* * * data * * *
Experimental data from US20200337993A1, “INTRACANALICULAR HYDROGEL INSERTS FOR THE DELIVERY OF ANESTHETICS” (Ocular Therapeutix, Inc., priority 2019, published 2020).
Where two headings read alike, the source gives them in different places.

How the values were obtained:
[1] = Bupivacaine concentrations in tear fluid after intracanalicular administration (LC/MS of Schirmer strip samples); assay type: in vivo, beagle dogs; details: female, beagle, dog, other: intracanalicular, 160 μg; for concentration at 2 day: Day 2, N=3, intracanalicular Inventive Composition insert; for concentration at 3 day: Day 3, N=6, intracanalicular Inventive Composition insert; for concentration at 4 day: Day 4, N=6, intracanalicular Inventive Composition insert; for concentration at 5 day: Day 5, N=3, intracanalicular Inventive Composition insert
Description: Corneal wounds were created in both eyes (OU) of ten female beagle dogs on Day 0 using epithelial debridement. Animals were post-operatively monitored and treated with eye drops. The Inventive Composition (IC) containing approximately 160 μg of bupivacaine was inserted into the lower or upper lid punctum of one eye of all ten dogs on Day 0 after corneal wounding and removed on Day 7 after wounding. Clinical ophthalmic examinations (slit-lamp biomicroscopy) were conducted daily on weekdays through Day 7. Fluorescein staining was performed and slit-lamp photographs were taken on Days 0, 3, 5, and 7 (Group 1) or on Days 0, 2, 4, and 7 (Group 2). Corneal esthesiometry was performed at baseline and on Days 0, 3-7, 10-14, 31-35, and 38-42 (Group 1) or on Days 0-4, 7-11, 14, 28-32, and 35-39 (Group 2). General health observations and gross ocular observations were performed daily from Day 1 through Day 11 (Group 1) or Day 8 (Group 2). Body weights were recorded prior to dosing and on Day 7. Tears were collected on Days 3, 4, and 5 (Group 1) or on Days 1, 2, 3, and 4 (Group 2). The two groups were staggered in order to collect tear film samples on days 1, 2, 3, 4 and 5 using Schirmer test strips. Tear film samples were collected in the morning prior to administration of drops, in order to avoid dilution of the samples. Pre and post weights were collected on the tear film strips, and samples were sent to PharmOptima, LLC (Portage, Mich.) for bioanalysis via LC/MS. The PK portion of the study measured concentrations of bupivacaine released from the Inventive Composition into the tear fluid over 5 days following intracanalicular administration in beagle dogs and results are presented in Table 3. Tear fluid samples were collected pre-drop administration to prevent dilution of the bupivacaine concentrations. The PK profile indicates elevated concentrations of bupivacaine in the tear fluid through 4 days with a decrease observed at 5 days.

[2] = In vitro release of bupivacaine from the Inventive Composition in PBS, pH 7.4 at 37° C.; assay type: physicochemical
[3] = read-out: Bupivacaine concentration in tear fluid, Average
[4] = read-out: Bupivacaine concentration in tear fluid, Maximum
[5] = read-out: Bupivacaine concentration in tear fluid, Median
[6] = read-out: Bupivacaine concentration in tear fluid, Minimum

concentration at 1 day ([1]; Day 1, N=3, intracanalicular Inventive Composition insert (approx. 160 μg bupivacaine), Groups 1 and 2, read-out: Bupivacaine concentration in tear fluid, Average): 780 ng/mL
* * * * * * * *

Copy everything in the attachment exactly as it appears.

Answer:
Experimental data from US20200337993A1, “INTRACANALICULAR HYDROGEL INSERTS FOR THE DELIVERY OF ANESTHETICS” (Ocular Therapeutix, Inc., priority 2019, published 2020).
Where two headings read alike, the source gives them in different places.

How the values were obtained:
[1] = Bupivacaine concentrations in tear fluid after intracanalicular administration (LC/MS of Schirmer strip samples); assay type: in vivo, beagle dogs; details: female, beagle, dog, other: intracanalicular, 160 μg; for concentration at 2 day: Day 2, N=3, intracanalicular Inventive Composition insert; for concentration at 3 day: Day 3, N=6, intracanalicular Inventive Composition insert; for concentration at 4 day: Day 4, N=6, intracanalicular Inventive Composition insert; for concentration at 5 day: Day 5, N=3, intracanalicular Inventive Composition insert
Description: Corneal wounds were created in both eyes (OU) of ten female beagle dogs on Day 0 using epithelial debridement. Animals were post-operatively monitored and treated with eye drops. The Inventive Composition (IC) containing approximately 160 μg of bupivacaine was inserted into the lower or upper lid punctum of one eye of all ten dogs on Day 0 after corneal wounding and removed on Day 7 after wounding. Clinical ophthalmic examinations (slit-lamp biomicroscopy) were conducted daily on weekdays through Day 7. Fluorescein staining was performed and slit-lamp photographs were taken on Days 0, 3, 5, and 7 (Group 1) or on Days 0, 2, 4, and 7 (Group 2). Corneal esthesiometry was performed at baseline and on Days 0, 3-7, 10-14, 31-35, and 38-42 (Group 1) or on Days 0-4, 7-11, 14, 28-32, and 35-39 (Group 2). General health observations and gross ocular observations were performed daily from Day 1 through Day 11 (Group 1) or Day 8 (Group 2). Body weights were recorded prior to dosing and on Day 7. Tears were collected on Days 3, 4, and 5 (Group 1) or on Days 1, 2, 3, and 4 (Group 2). The two groups were staggered in order to collect tear film samples on days 1, 2, 3, 4 and 5 using Schirmer test strips. Tear film samples were collected in the morning prior to administration of drops, in order to avoid dilution of the samples. Pre and post weights were collected on the tear film strips, and samples were sent to PharmOptima, LLC (Portage, Mich.) for bioanalysis via LC/MS. The PK portion of the study measured concentrations of bupivacaine released from the Inventive Composition into the tear fluid over 5 days following intracanalicular administration in beagle dogs and results are presented in Table 3. Tear fluid samples were collected pre-drop administration to prevent dilution of the bupivacaine concentrations. The PK profile indicates elevated concentrations of bupivacaine in the tear fluid through 4 days with a decrease observed at 5 days.

[2] = In vitro release of bupivacaine from the Inventive Composition in PBS, pH 7.4 at 37° C.; assay type: physicochemical
[3] = read-out: Bupivacaine concentration in tear fluid, Average
[4] = read-out: Bupivacaine concentration in tear fluid, Maximum
[5] = read-out: Bupivacaine concentration in tear fluid, Median
[6] = read-out: Bupivacaine concentration in tear fluid, Minimum

concentration at 1 day ([1]; Day 1, N=3, intracanalicular Inventive Composition insert (approx. 160 μg bupivacaine), Groups 1 and 2, read-out: Bupivacaine concentration in tear fluid, Average): 780 ng/mL